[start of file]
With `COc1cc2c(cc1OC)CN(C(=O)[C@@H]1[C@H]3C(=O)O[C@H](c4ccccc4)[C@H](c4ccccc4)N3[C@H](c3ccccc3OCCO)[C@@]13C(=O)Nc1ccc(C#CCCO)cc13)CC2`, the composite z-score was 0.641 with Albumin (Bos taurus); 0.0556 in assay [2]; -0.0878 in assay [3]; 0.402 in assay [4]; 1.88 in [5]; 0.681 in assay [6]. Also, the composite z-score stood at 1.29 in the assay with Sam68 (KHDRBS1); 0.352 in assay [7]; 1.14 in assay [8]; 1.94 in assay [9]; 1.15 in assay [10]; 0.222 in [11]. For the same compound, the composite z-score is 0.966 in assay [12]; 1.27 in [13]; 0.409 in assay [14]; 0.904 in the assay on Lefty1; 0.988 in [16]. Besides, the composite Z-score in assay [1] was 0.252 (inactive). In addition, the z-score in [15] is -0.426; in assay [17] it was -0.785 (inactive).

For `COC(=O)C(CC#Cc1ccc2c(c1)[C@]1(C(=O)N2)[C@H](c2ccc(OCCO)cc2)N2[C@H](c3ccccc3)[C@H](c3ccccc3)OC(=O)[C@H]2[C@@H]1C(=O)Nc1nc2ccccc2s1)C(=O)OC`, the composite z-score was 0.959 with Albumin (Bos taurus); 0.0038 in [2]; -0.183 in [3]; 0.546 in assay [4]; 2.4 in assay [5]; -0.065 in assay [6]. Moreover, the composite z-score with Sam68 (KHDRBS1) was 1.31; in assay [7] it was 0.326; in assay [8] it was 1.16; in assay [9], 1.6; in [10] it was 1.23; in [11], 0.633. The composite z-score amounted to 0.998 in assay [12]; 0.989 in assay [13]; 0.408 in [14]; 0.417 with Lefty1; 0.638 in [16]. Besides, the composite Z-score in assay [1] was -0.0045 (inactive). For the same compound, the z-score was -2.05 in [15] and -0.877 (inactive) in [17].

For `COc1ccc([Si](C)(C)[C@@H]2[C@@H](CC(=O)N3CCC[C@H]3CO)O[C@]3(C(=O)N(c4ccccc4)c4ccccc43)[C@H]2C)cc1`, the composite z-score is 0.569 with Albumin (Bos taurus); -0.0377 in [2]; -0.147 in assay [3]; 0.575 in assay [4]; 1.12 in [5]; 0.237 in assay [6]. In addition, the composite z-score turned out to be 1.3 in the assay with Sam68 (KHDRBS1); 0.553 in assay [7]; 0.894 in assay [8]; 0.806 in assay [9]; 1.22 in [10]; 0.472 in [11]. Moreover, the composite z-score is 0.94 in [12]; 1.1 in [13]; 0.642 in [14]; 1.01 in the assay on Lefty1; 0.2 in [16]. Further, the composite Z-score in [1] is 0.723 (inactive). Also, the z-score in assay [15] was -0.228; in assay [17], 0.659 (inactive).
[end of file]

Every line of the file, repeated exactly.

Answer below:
With `COc1cc2c(cc1OC)CN(C(=O)[C@@H]1[C@H]3C(=O)O[C@H](c4ccccc4)[C@H](c4ccccc4)N3[C@H](c3ccccc3OCCO)[C@@]13C(=O)Nc1ccc(C#CCCO)cc13)CC2`, the composite z-score was 0.641 with Albumin (Bos taurus); 0.0556 in assay [2]; -0.0878 in assay [3]; 0.402 in assay [4]; 1.88 in [5]; 0.681 in assay [6]. Also, the composite z-score stood at 1.29 in the assay with Sam68 (KHDRBS1); 0.352 in assay [7]; 1.14 in assay [8]; 1.94 in assay [9]; 1.15 in assay [10]; 0.222 in [11]. For the same compound, the composite z-score is 0.966 in assay [12]; 1.27 in [13]; 0.409 in assay [14]; 0.904 in the assay on Lefty1; 0.988 in [16]. Besides, the composite Z-score in assay [1] was 0.252 (inactive). In addition, the z-score in [15] is -0.426; in assay [17] it was -0.785 (inactive).

For `COC(=O)C(CC#Cc1ccc2c(c1)[C@]1(C(=O)N2)[C@H](c2ccc(OCCO)cc2)N2[C@H](c3ccccc3)[C@H](c3ccccc3)OC(=O)[C@H]2[C@@H]1C(=O)Nc1nc2ccccc2s1)C(=O)OC`, the composite z-score was 0.959 with Albumin (Bos taurus); 0.0038 in [2]; -0.183 in [3]; 0.546 in assay [4]; 2.4 in assay [5]; -0.065 in assay [6]. Moreover, the composite z-score with Sam68 (KHDRBS1) was 1.31; in assay [7] it was 0.326; in assay [8] it was 1.16; in assay [9], 1.6; in [10] it was 1.23; in [11], 0.633. The composite z-score amounted to 0.998 in assay [12]; 0.989 in assay [13]; 0.408 in [14]; 0.417 with Lefty1; 0.638 in [16]. Besides, the composite Z-score in assay [1] was -0.0045 (inactive). For the same compound, the z-score was -2.05 in [15] and -0.877 (inactive) in [17].

For `COc1ccc([Si](C)(C)[C@@H]2[C@@H](CC(=O)N3CCC[C@H]3CO)O[C@]3(C(=O)N(c4ccccc4)c4ccccc43)[C@H]2C)cc1`, the composite z-score is 0.569 with Albumin (Bos taurus); -0.0377 in [2]; -0.147 in assay [3]; 0.575 in assay [4]; 1.12 in [5]; 0.237 in assay [6]. In addition, the composite z-score turned out to be 1.3 in the assay with Sam68 (KHDRBS1); 0.553 in assay [7]; 0.894 in assay [8]; 0.806 in assay [9]; 1.22 in [10]; 0.472 in [11]. Moreover, the composite z-score is 0.94 in [12]; 1.1 in [13]; 0.642 in [14]; 1.01 in the assay on Lefty1; 0.2 in [16]. Further, the composite Z-score in [1] is 0.723 (inactive). Also, the z-score in assay [15] was -0.228; in assay [17], 0.659 (inactive).